“Petty cash.” That was how the critic Molara Wood, then an editor at the defunct newspaper 234Next,described the then $50,000 prize money, which was supposed to, but was not awarded to any winner of the NLNG Nigeria Prize for Literature in 2009. Granted, she was speaking about the value of the prize to the company awarding it and not its value to a prospective winner. Since Ms. Wood wrote that article criticising what many in the literary community perceived as shabby treatment of writers during its 2009 edition, the prize has doubled in value, promising a payout of $100,000 to winners.
Even more prestigious awards like the Man Booker Prize ($50,000) or the American National Book Awards ($10,000) are not worth that much. At $100,000 (sixteen million naira), the NLNG prize money makes it the 22 biggest literary prize in the world and the biggest in Africa. In the opinion of this writer this is welcome; and it makes no difference whether the prize is the “NLNG’s hush money.” The value of the prize is the least of its problems. The NLNG award is a high value award, which is why it is surprising that save for a few sponsored events and pieces, not much discussion, criticism or scrutiny of it goes on. Conversations about the award – where they exist – seem contrived and are never sustained.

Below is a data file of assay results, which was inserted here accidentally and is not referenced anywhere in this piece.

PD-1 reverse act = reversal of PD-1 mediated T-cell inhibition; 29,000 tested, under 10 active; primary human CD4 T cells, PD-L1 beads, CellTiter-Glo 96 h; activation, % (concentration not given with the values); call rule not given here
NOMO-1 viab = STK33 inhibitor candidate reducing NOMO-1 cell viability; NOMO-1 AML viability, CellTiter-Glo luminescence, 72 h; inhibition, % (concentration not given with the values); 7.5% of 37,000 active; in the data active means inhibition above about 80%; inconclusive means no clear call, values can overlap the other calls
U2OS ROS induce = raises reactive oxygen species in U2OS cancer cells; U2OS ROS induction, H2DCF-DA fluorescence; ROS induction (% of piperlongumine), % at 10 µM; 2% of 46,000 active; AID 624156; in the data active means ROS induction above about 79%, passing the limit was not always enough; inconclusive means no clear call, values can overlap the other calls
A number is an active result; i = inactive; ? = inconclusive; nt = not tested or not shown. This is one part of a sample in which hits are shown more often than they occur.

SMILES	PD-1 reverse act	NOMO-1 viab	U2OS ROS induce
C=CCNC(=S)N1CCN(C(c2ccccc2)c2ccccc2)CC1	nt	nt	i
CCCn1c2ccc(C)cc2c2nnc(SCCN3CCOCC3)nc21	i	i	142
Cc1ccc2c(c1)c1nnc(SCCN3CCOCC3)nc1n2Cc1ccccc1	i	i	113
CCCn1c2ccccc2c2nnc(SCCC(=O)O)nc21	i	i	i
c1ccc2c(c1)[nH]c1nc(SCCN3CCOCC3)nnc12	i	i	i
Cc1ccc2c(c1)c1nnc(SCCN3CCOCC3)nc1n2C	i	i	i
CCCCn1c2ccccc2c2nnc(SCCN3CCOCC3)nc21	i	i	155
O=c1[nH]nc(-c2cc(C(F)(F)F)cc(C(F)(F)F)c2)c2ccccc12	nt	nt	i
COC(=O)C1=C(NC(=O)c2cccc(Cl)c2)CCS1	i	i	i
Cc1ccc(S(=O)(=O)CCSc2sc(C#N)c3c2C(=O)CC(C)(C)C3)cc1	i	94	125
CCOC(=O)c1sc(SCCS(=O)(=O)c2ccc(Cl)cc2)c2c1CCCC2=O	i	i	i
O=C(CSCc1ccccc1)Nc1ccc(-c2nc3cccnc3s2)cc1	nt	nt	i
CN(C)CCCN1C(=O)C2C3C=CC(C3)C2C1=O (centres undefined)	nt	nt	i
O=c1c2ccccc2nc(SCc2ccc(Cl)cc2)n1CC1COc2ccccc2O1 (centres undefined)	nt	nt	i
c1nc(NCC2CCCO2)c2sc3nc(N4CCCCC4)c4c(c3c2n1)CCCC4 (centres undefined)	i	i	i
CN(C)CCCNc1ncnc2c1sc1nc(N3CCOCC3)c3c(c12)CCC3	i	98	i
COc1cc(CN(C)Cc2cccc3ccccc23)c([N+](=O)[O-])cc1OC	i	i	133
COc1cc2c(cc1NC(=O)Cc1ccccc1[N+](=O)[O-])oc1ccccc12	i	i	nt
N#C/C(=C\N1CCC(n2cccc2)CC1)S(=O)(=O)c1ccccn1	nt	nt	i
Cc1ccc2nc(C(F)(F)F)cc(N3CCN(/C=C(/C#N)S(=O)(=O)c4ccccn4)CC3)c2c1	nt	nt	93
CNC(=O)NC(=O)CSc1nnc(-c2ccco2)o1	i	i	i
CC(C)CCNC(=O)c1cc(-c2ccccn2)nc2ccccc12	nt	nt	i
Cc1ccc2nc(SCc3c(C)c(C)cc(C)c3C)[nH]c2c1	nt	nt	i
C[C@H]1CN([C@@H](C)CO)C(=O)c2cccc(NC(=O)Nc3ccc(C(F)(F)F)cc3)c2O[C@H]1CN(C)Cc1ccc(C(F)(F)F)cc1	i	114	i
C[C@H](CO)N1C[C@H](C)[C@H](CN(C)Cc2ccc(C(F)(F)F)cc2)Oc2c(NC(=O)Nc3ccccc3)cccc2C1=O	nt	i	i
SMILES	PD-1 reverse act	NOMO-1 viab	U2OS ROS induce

Congratulations to Chika Unigwe, the winner of the 2012 edition of the award for her book, On Black Sisters Street. I have read it and it is a very good book. However, it is the award itself, and not Unigwe or her book, which is the subject here. This piece raises questions which are not meant to – nor can they – take away from Unigwe’s sweet victory.
214 books were submitted for consideration this year. I’ve read four out of the ten shortlisted and seen reviews for most of the others. I particularly loved Adaobi Tricia Nwaubani’s witty and readable book, I do not come to you by chance, which the judges didn’t think was good enough to make the final three.